When digging out the ground for those pavers, I came across quite a few rocks that had to be dug out.  It’s like pulling teeth out of the Earth.  It’s bad enough that they weigh 100 pounds and they’re wet and slippery and you can’t get any grip on them, but they are rooted down there and you have to dig quite a ways under them to get them out.

This rock was right in the way of my path, in the way of progress.  I dug about 18 inches down on both sides and I still couldn’t get under it.  It’s just going to have to stay there.  I’ll pour some concrete around it in the shape of a rectangle.  Maybe no one will notice.

Considering the Before Picture, I think we’ve done well.

2017 Garden Tour

We’ve been busy little beavers out there.  Deer fence is up, pergola is up, planting beds are in, patio pavers are down, it’s like we added on to the house with this big outdoor space.

The pavers replace what was once this kind of muddy, weed covered pit.  Gardening tools would accumulate in this area until they were needed elsewhere.

And that pergola filled the void left by the old hot tub.

The planting areas are coming along nicely.  We put sedum down in the rocks so they can spread out a bit and fill the openings.

I’m going to put a nice gardening bench here at some point.

This ground cover is really thriving.  Never seen it get so big and green before.  It likes wet, cool conditions.

Birds are liking that bird bath.  And so are the wasps, hornets, bees, and a myriad of other stinging creatures.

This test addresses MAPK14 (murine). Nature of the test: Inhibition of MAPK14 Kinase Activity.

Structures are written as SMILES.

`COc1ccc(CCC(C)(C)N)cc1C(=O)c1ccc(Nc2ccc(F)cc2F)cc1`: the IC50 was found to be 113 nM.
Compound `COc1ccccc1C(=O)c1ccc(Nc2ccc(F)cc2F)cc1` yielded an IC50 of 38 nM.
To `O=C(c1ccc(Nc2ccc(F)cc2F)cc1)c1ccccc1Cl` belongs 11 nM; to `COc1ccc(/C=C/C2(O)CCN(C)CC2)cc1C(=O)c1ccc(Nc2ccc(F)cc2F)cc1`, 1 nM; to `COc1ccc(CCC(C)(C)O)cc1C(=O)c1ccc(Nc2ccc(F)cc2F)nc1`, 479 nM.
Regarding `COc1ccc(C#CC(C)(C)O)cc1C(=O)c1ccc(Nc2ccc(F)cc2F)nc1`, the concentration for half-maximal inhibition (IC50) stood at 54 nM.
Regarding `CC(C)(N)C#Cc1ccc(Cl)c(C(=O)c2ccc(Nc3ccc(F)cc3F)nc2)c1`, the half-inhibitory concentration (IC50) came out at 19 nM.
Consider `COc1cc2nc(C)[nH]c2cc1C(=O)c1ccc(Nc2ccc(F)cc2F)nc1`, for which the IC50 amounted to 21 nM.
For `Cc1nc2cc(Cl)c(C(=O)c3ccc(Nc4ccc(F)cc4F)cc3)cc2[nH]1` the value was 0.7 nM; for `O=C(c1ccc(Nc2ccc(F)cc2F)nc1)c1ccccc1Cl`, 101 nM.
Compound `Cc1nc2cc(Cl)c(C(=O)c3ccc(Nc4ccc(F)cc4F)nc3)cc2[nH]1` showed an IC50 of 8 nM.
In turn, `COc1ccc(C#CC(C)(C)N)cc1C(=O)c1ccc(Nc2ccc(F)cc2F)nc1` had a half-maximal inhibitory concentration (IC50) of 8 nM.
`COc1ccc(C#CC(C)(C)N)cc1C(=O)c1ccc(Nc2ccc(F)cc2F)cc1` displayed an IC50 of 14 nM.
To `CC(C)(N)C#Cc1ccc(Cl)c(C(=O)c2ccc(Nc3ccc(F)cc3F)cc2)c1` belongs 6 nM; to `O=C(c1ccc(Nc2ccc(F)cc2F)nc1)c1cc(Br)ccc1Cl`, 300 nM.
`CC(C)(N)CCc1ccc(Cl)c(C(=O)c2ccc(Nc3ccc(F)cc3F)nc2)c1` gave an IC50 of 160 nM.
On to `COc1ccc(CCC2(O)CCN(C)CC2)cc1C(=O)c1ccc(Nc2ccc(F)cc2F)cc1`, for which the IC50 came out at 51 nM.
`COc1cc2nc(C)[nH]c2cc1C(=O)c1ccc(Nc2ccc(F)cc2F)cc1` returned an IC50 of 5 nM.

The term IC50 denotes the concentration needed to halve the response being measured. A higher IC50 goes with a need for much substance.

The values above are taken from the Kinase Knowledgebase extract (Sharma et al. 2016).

Stone stairs, definitely not code.

So, the back deck is one of the few places without a view of the sea, which means it generally gets put to the bottom of the list of places you’d want to hang out.  But I don’t know, now it’s kind of nice back there.  A private little nook.  At some point, I’d like to get an awning of sorts just to keep it dry, or part of it dry, then we could sit out there year round.  That big thing wrapped in canvas?  That’s an outdoor propane heater!

And here’s the fancy pants access door I made for the crawlspace.  What did it look like before?

Yeah, lovely.

And, as requested, here is Sissy, our newest little family member.

Scrap Wood Project No. 217

I’m really starting to enjoy projects where I just throw something together.  No planning, nothing’s perfect, no fancy pants joinery, just some boards and fasteners.  I made those sawhorses some 15 years ago.  They’ve been dismantled and remantled at least twice, and have been outside in the elements for about five years. Still holding up well.  Today I put some boards on top of it and made a little outdoor work table.

It’ll come in handy when I’m breaking down logs into firewood.  I know I can just buy firewood, but it’s a lot more fun when I get to make it myself.

It’s not all hammocks and sailboats out here

People hear that I live on an island and they automatically assume that it’s paradise.  That all we do all day long is lay around in a hammock and watch the sailboats go by.

Well, I gotta tell you, it’s not for everybody.  There’s no Home Depot, no Bed Bath and Beyond, no fast food, no dry cleaner, no pizza delivery.  If you want food, you cook it.  If you need a tool, you make do with what you have.  If something goes wrong, it’s pretty much up to you to fix it.